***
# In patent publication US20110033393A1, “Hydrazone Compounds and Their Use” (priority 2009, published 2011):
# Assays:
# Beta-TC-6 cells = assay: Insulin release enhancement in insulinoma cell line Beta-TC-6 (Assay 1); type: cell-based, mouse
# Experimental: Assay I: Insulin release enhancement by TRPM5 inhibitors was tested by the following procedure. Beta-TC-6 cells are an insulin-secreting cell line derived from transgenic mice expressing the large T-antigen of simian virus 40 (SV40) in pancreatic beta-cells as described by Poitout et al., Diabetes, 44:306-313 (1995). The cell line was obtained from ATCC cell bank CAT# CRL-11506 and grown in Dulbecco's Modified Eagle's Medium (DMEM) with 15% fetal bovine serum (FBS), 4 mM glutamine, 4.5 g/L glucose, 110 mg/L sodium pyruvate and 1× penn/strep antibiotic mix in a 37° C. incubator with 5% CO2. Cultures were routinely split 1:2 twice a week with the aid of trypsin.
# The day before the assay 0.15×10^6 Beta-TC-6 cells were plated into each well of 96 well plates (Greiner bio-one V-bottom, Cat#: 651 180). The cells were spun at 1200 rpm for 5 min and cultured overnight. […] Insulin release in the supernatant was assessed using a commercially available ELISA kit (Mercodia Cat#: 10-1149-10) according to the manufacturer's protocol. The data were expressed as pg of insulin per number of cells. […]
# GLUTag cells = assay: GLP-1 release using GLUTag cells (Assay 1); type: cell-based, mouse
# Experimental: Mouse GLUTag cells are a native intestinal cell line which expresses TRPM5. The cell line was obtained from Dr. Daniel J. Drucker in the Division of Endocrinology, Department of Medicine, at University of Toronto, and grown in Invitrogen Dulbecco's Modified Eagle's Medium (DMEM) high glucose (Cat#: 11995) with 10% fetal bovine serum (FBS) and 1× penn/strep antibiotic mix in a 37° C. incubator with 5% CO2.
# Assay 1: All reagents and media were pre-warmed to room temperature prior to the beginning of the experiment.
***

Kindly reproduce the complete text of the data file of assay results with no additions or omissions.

# In patent publication US20110033393A1, “Hydrazone Compounds and Their Use” (priority 2009, published 2011):
# Assays:
# Beta-TC-6 cells = assay: Insulin release enhancement in insulinoma cell line Beta-TC-6 (Assay 1); type: cell-based, mouse
# Experimental: Assay I: Insulin release enhancement by TRPM5 inhibitors was tested by the following procedure. Beta-TC-6 cells are an insulin-secreting cell line derived from transgenic mice expressing the large T-antigen of simian virus 40 (SV40) in pancreatic beta-cells as described by Poitout et al., Diabetes, 44:306-313 (1995). The cell line was obtained from ATCC cell bank CAT# CRL-11506 and grown in Dulbecco's Modified Eagle's Medium (DMEM) with 15% fetal bovine serum (FBS), 4 mM glutamine, 4.5 g/L glucose, 110 mg/L sodium pyruvate and 1× penn/strep antibiotic mix in a 37° C. incubator with 5% CO2. Cultures were routinely split 1:2 twice a week with the aid of trypsin.
# The day before the assay 0.15×10^6 Beta-TC-6 cells were plated into each well of 96 well plates (Greiner bio-one V-bottom, Cat#: 651 180). The cells were spun at 1200 rpm for 5 min and cultured overnight. […] Insulin release in the supernatant was assessed using a commercially available ELISA kit (Mercodia Cat#: 10-1149-10) according to the manufacturer's protocol. The data were expressed as pg of insulin per number of cells. […]
# GLUTag cells = assay: GLP-1 release using GLUTag cells (Assay 1); type: cell-based, mouse
# Experimental: Mouse GLUTag cells are a native intestinal cell line which expresses TRPM5. The cell line was obtained from Dr. Daniel J. Drucker in the Division of Endocrinology, Department of Medicine, at University of Toronto, and grown in Invitrogen Dulbecco's Modified Eagle's Medium (DMEM) high glucose (Cat#: 11995) with 10% fetal bovine serum (FBS) and 1× penn/strep antibiotic mix in a 37° C. incubator with 5% CO2.
# Assay 1: All reagents and media were pre-warmed to room temperature prior to the beginning of the experiment.